4 June 2017

This Dappled Light

My Mirror column:

Konkona Sen Sharma’s directorial debut eschews high drama for a gentle chiaroscuro of abandon and watchfulness.

The blue Ambassador that transports a Calcutta family into the semi-rural wilderness of 1970s McCluskieganj places Konkona Sen Sharma’s directorial debut in a longstanding tradition of Bengali holiday fictions. One of the earliest parts of India to be colonised and enter into capitalist time, Bengal’s employed white collar denizens treat the chhuti (vacation) with almost as much reverence as the chakri (office job).

So although the dialogue is mostly in English (a fact that fits Sen Sharma’s smoking-drinking-Auld-Lang-Syne-singing assemblage of Anglophone Calcuttans perfectly), A Death in the Gunj clearly draws on the particular historical relationship between the middle-class Bengali vacationer escaping the urban chaos of Calcutta and the unspoilt nearby hinterland of not-too-distant locations in Orissa and Bihar (now partly Jharkhand). Many of Satyajit Ray’s short stories – and several of Saradindu’s Byomkesh Bakshi ones – used journeys to these milieus to presage the unfurling of a mystery. Leaving the city for the jungle or some remote rural outpost, as is seen in so many of these stories, is a fictional trope that enables the emergence of suppressed selves.

Sen Sharma’s film, unlike in the above instances, makes her cinematic travellers a family group: complete with an eight-year-old child, a slightly slutty cousin and a poor relation who is a rather pretty boy. In a beautifully observed set of vignettes, we see how the dynamics of power, class, sex and age are at work within the family, often being set into motion by the arrival of non-familial male visitors – Ranvir Shorey’s belligerently charming Vikram, and Jim Sarbh’s mild-mannered Brian. 

Vikram, in particular, is the catalyst for many reactions. Kalki Koechlin’s Mimi amps up her sexiness in an ever-so-carelessly careful way around him, the older woman of the house (Tanuja) is somewhat flattered by his gift-giving, and even the married Bonnie (Tilottama Shome) can feel mildly slighted by his attention to Mimi. More crucially, though, Vikram embodies a certain masculine aggression: something to which Nandu (Gulshan Devaiah) responds by wanting to match up to him, to prove he’s just as fearless – while the gentler Shutu’s reaction is to retreat into his shell.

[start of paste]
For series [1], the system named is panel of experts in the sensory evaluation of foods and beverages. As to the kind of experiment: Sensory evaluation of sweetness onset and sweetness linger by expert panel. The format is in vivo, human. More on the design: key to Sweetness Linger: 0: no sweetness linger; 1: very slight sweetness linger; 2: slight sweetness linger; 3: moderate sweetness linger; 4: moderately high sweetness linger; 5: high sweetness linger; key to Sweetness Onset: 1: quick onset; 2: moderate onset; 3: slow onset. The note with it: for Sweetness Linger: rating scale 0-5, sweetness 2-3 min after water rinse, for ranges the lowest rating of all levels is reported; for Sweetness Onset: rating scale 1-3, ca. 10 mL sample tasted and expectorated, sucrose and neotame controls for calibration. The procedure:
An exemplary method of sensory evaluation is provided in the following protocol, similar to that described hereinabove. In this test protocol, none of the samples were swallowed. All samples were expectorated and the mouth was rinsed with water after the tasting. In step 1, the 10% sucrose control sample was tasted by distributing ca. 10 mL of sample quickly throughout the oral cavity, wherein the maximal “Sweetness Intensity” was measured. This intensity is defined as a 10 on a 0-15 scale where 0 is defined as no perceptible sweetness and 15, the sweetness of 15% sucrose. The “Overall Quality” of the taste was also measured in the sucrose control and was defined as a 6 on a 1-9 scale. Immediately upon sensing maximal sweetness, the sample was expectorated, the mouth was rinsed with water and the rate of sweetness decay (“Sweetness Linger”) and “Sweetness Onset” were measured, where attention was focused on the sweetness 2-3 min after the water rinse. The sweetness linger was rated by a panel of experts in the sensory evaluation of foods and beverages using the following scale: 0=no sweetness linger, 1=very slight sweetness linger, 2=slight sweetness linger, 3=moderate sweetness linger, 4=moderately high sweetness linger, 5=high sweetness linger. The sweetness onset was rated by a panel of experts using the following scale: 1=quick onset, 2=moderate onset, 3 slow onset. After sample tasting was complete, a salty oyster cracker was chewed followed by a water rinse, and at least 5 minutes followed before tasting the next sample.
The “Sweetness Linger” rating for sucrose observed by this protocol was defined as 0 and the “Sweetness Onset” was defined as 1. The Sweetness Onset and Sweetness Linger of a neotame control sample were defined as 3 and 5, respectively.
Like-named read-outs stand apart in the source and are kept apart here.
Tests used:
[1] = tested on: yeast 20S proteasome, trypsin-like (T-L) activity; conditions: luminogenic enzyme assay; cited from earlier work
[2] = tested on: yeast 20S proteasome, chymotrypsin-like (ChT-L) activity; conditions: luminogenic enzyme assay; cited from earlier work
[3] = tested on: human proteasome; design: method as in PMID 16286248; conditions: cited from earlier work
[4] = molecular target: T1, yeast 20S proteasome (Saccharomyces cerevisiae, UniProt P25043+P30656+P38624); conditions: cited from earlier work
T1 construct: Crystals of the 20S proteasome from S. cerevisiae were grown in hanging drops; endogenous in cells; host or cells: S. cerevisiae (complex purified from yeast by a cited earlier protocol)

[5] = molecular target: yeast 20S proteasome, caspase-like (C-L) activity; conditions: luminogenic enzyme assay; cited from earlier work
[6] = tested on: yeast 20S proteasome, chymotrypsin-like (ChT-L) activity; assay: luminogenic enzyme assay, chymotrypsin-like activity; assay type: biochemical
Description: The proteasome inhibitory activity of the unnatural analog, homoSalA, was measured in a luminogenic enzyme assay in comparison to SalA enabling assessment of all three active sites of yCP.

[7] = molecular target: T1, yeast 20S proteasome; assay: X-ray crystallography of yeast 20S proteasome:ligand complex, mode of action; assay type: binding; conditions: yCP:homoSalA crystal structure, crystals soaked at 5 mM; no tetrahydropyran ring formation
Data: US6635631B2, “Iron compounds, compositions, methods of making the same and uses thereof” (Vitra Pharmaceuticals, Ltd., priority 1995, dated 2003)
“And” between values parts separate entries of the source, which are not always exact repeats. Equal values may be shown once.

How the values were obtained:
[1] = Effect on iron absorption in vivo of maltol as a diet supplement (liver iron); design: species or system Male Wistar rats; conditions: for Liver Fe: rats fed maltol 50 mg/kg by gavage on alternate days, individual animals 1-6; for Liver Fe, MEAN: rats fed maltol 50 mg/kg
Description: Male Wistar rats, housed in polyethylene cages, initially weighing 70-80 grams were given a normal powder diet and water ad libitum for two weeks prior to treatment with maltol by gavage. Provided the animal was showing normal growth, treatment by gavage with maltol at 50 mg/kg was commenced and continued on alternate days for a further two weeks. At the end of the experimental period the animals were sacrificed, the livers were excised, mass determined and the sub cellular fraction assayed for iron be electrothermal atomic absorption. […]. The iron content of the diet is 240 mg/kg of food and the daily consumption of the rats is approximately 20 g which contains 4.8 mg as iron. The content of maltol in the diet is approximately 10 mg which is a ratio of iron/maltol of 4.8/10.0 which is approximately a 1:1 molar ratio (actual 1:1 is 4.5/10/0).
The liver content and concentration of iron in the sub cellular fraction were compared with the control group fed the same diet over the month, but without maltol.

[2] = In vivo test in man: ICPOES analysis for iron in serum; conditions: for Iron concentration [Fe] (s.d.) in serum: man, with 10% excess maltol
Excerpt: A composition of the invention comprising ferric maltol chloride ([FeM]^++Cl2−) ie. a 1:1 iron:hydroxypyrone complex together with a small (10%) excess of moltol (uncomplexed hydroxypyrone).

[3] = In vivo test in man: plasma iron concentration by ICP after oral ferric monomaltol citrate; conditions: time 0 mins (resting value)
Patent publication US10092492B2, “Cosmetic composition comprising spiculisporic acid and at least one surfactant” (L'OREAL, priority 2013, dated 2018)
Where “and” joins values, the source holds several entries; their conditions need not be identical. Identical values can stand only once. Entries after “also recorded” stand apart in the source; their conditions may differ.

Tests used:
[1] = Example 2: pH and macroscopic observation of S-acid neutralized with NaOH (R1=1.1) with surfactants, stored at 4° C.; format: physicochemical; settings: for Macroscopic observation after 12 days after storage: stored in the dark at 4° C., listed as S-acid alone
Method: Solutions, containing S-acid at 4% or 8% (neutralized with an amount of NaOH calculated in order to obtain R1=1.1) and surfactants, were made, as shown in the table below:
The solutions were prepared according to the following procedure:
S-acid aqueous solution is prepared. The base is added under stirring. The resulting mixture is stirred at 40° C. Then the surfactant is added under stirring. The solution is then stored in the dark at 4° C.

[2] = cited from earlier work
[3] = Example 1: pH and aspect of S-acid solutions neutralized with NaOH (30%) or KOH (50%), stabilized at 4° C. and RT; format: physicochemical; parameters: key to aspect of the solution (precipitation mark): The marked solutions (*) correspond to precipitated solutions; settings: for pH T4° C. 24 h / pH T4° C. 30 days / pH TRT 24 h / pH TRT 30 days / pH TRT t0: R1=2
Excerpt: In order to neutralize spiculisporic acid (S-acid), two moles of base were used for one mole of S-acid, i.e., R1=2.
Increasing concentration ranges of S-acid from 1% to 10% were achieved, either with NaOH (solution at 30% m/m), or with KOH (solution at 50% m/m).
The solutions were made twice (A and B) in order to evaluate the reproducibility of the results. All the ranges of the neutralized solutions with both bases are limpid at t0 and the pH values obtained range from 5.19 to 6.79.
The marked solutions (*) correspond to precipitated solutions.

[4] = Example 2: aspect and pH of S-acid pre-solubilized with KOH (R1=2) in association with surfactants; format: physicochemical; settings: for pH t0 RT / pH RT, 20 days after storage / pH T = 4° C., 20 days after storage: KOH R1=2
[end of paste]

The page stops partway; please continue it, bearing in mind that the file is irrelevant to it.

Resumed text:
Shutu – played to perfection by Vikrant Massey – is the emotional centre of the film. He’s the poor sensitive cousin who spends much of his time with his notebook, sketching frogs and making private lists of words he likes beginning with ‘e’, when he is not hanging out with the actual child in the group, Tani. He is 23 and has just lost a father and failed an exam, but his vulnerability seems to work like some kind of taunt to the older men, who couch their bullying of him as some kind of initiation ritual that will force him to “toughen up”.

I recently watched another film about a troubled young man at the cusp of adulthood – the Marathi film Kaasav (Turtle), directed by Sumitra Bhave and Sunil Sukthankar, which won a National Award for Best Feature last year. Kaasav’s plot, such as it is, feels much more contrived: a young man in bermuda shorts and a backpack tries to slit his wrists, is rescued, escapes from the hospital and coincidentally washes up at the doorstep of an older woman (Irawati Harshe) who is just in the process of recovering from her own experience of suicidal depression.

A painfully repetitive pattern of brattish behaviour on the part of the young man and selfless acceptance on the part of the older woman ensues, made somewhat watchable by the presence of a beautifully calming Konkan coastline and a rather sweet child who offers the innocence quotient. The film is wonderfully well-intentioned and finally leads us out of the impasse by making the protagonist recognise something of his own strength.

Unlike the sanitised, asexual matrix of pure humanity within which Kaasav operates, A Death in the Gunj offers a fleshed out universe of characters, none of whom are evil – yet we are forced to grapple with their darker sides. Along with the companionable lightness and warmth that the family offers, it can also force its less forceful members into preconceived slots, too quick to judge, too preoccupied to pay attention, neglecting to give them the space they might need to be – or become – themselves. 

A woman who really wants to accompany a search party is left behind because she is perceived as too emotionally fraught to be taken – while a man who really does not want to go along is hijacked into the expedition. Sen Sharma’s film is full of moments like these, making us watch as people ignore each other’s needs, or worse, blithely use another person to fulfil their own. Watching it is an exercise in sensitive observation; its particular tragedies may unfold in the slow time of a long-ago vacation, but they could so easily be our own.

Published in Mumbai Mirror, 4 June 2017.

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